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A laboratorian calls for unionization.

The only solution to the increasing shortage of medical technologists is more money. That may be blunt, but it's the truth as I see it.

We would also like respect, recognition, and recruits. But there is no way we will get them until we make known to hospital administration just how indispensable we are. We must organize ourselves into a union and demand a larger share of the profit the laboratory is known to produce.

The laboratory is one of the biggest money makers in the hospital budget. Yet long ago, hospital adminsitrators decided that laboratory personnel would come under the aegis of the pathologist. They further decided that our contribution to overall health care was nominal; therefore, medical technologists would receive a tiny fraction of the income we generate.

The maddening part is that med techs have bought into this paradigm for so long. We have been so apathetic about others' low opinion of our value to quality patient care that we have let the shortage reach crisis proportions.

* To blame. We are as much to blame for our situation as the people who made the rules we follow without question. If med techs had had the courage to strike with the nurses in the '70s, we would now be receiving the respect and remuneration they enjoy. Unfortunately, at the time we did not think enough of ourselves.

Both professions are female dominated. Any such profession must fight for whatever it achieves. Our pay scale does not have to remain this way. In fact, it can't.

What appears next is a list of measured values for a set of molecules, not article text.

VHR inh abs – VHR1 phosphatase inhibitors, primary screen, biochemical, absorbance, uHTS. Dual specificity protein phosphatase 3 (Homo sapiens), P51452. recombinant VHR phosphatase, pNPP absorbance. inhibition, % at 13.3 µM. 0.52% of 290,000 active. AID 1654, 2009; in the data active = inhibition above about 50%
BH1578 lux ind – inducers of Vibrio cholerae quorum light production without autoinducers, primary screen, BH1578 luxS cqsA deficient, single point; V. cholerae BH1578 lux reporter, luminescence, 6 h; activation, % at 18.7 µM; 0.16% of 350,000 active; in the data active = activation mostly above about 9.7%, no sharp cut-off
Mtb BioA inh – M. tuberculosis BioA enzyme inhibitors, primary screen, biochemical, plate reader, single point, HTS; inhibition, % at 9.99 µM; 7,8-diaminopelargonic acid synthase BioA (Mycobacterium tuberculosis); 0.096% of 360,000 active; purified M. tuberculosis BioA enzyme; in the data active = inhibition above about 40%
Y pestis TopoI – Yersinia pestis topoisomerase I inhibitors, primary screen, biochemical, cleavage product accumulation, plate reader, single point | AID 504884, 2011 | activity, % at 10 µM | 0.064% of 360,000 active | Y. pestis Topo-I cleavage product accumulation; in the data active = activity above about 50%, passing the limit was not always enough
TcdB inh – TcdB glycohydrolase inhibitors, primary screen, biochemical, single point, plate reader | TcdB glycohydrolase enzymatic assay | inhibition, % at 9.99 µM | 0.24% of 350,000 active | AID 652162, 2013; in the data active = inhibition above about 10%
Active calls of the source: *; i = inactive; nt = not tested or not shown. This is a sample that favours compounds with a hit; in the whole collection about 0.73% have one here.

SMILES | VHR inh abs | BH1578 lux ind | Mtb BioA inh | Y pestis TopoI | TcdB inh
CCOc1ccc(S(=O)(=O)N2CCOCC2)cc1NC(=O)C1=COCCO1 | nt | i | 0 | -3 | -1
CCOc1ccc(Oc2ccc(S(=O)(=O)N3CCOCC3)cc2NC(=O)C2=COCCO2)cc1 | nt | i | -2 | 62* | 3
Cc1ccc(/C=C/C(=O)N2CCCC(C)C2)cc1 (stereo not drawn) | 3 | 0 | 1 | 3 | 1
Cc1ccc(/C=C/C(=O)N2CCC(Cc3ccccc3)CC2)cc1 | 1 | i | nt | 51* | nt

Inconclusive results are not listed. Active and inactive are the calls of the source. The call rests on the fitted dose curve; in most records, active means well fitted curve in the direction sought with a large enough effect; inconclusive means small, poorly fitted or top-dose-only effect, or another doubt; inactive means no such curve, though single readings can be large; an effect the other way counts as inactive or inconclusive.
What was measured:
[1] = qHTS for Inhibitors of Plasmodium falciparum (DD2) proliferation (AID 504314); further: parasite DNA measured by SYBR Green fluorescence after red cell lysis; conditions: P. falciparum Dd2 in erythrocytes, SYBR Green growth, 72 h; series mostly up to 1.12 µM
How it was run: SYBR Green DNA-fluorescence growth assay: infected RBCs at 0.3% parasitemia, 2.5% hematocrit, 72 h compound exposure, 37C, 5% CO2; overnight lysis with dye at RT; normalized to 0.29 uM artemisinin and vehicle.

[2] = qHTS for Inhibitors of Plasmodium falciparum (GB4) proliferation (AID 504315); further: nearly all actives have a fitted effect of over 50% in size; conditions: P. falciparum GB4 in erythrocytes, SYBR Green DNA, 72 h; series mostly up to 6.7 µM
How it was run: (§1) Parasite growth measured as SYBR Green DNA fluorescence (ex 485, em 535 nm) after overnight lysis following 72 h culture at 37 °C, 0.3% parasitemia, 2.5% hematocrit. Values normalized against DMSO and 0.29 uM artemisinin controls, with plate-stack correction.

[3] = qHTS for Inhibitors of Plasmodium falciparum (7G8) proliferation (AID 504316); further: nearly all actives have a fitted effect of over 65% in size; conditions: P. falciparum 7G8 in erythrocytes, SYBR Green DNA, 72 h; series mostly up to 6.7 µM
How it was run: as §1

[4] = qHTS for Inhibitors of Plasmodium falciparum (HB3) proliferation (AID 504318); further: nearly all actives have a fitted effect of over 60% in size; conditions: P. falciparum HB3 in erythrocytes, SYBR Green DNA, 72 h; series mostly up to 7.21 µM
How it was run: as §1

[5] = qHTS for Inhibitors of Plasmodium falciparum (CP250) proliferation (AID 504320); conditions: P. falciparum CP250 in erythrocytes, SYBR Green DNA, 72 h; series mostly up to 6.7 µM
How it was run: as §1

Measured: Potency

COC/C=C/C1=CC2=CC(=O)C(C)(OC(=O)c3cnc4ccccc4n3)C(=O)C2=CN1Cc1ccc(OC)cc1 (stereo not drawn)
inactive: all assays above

Our low salaries are at the root of our growing disillusionment and dissatisfaction with our profession. According to Part II of MLO's August 1990 survey report, "Fight or Flight? Laboratorians' Response to the Shortage," pay is a critical issue. Among the major reasons for which employees at their labs had resigned during the previous two years, 43% of survey respondents cited low salary. This reason was second only to leaving to work in another clinical laboratory (63%). I'd say many in the latter group probably left because another lab paid more.

Even more alarming was the finding that employees of 42% of panelists' labs had left the field altogether during the previous two years. Furthermore, 71% of those surveyed expected the shortage in their geographic areas to worsen during the next two years.

How can hospital managers expect students to matriculate into our profession when they can go into nursing and make more money in half the time and with half the education? Nursing is the profession to which we are losing existing med techs as well as prospective ones.

Can we blame them? An LPN with a two-year degree and a few years of experience can ask for and receive up to $17 per hour in some big-city hospitals. A newly registered medical technologist with a B.S. degree will be offered $10 to $12 per hour to start. Not until that technologist moves into a managerial position can she expect to earn $17 an hour.